Once the weather starts to cool off, you may be wondering about how you’ll make the most of your heating and cooling. After all, HVAC costs can add up to a significant portion of your monthly electric bill. To figure out new ways to reduce costs, some people take a closer look at their thermostat. Maybe there’s a setting they could use to improve efficiency?
Most thermostats come with a ‘Fan’ or ‘Fan On’ setting. But if the fan is going during a normal cycle, what can the fan setting provide for your HVAC system? This guide will help. We’ll review just what the fan setting is and whether you can use it to reduce costs over the summer or winter.
What Is the Fan Setting on My Thermostat?
For most thermostats, the fan setting means that the system's blower fan remains on. A few furnaces can operate at a low level in this setting, but in most cases heating or cooling isn’t being made. The ‘Auto’ setting, on the other hand, will start the fan over a heating or cooling cycle and shut it off when the cycle is complete.
There are pros and cons to switching on the fan setting on your thermostat, and the ideal option will depend on your unique comfort needs.
Advantages to using the Fan/On setting:
- You can keep the temperature throughout your home more balanced by permitting the fan to keep running.
- Indoor air quality will be highest since constant airflow will keep moving airborne pollutants through the air filter.
- Fewer start-stop cycles for the system's fan helps extend its life span. Since the air handler is usually connected to the furnace, this means you could minimize the risk of needing furnace repair.
Downsides to utilizing the Fan/On setting:
- A nonstop fan can raise your energy costs by a small margin.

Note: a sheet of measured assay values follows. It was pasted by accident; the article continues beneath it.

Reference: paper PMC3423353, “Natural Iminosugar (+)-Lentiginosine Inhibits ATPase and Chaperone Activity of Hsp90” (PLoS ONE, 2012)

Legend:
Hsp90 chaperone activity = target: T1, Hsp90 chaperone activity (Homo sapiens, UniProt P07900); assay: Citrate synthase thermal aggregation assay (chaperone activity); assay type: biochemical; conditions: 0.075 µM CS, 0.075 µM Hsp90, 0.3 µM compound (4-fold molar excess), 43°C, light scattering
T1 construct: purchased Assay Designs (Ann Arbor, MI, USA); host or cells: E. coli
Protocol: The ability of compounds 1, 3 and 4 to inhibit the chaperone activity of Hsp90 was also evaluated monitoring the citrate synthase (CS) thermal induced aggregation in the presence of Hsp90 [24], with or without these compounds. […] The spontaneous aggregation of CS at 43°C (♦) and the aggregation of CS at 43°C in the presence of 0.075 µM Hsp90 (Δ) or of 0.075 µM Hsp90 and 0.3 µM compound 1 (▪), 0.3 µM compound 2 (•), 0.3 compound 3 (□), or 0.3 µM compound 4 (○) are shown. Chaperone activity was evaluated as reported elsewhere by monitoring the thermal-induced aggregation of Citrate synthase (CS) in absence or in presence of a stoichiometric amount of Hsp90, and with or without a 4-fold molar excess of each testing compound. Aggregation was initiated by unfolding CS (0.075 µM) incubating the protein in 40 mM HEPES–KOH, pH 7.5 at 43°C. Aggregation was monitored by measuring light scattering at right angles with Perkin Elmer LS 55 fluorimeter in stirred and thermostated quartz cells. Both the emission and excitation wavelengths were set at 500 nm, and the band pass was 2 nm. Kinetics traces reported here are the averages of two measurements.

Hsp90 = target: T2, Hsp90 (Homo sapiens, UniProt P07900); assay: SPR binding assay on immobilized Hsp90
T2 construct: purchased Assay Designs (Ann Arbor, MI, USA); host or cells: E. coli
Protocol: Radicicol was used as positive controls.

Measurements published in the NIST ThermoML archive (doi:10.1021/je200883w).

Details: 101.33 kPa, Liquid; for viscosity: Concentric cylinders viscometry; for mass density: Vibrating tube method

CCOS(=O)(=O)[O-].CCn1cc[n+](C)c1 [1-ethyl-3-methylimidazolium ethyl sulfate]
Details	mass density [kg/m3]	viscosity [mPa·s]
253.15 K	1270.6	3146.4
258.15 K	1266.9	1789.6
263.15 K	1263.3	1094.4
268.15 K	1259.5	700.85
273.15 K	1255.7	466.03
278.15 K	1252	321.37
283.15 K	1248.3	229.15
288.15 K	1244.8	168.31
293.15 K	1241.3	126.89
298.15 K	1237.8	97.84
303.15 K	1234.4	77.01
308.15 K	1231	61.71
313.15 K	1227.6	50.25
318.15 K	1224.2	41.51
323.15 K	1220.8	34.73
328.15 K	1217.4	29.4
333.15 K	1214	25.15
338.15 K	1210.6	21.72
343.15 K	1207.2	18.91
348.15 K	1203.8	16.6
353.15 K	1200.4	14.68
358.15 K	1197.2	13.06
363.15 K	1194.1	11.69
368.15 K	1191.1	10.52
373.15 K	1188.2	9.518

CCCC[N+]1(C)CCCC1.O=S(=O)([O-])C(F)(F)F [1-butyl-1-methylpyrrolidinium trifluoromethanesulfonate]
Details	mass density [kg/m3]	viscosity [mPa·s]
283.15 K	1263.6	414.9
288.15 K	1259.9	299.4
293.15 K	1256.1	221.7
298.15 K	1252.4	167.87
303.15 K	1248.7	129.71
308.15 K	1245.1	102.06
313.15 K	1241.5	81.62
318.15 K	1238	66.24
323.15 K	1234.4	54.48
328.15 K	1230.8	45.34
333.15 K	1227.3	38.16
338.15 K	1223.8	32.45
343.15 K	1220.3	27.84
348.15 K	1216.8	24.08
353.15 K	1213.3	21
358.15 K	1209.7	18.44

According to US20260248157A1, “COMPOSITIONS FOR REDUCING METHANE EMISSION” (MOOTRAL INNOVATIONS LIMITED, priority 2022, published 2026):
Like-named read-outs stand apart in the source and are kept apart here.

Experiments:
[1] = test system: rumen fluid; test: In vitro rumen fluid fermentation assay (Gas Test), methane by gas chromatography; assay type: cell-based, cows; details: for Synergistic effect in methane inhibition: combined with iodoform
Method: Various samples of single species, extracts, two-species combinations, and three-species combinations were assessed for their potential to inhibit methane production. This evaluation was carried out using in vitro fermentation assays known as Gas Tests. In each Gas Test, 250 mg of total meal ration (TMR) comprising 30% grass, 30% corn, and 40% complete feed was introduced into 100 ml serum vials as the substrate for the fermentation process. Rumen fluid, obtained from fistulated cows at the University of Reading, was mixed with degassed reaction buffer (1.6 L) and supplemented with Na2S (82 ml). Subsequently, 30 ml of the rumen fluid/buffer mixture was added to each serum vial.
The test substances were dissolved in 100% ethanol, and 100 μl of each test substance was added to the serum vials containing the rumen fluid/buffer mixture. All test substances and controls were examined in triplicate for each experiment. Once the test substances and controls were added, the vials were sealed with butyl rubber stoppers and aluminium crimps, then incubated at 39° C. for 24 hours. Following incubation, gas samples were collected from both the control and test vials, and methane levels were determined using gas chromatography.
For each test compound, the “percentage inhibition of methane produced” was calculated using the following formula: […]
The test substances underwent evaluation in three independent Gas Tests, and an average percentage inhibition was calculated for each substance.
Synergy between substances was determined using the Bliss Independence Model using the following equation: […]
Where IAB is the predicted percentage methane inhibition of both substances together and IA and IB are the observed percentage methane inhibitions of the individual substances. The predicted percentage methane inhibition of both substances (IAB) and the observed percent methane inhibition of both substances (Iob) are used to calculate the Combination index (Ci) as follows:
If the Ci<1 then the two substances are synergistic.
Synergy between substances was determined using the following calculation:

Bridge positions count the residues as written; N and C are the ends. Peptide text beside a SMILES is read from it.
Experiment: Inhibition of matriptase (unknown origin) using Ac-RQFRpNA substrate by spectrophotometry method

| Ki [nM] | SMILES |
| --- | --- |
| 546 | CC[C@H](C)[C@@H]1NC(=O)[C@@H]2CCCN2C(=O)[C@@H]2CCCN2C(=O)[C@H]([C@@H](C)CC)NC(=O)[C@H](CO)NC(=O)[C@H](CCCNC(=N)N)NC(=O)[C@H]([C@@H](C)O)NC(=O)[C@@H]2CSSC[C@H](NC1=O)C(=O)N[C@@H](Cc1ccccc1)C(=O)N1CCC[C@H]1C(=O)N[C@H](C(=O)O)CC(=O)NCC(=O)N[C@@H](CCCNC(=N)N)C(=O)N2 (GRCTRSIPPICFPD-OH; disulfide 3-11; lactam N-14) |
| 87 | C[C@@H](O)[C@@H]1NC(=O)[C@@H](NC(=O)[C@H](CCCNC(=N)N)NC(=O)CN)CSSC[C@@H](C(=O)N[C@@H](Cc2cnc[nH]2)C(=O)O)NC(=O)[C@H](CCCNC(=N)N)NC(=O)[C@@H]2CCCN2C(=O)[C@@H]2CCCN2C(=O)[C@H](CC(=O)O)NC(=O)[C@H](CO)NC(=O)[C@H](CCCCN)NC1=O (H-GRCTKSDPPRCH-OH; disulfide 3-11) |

- Nonstop airflow could clog your air filter up more quickly, increasing the frequency you should replace it.
Should My Thermostat Be on Fan or Auto in Summer/Winter
In the summer, warm air may stick around in unfinished spaces like the attic or an attached garage. If you leave the fan on, your HVAC system might pull this warm air into the rest of your home, compelling the HVAC system to run longer to keep up with the set temperature. In severe heat, this could lead to needing AC repair more quickly as wear and tear grows.
The opposite can happen during the winter. Cooler spaces such as a basement will hold onto cooler air, which will eventually flow into the rest of your home. Leaving the fan running could pull more cold air upward, increasing the amount of heating you need to keep warm.
If you’re still trying to determine if you should use the fan/on setting, remember that every home and family’s comfort needs are not the same. Leaving the HVAC system’s fan on may work for you if:
Someone in your household deals with allergies. Allergies and other respiratory conditions can be stressful on the family. Leaving the fan on can help to improve indoor air quality, helping your family breathe easier.
Your home experiences hot and cold spots. Many homes wrestle with persistent hot and cold spots that quickly return to a temperature different from the rest of the house. The fan setting might help lessen these changes by constantly refreshing each room’s airflow.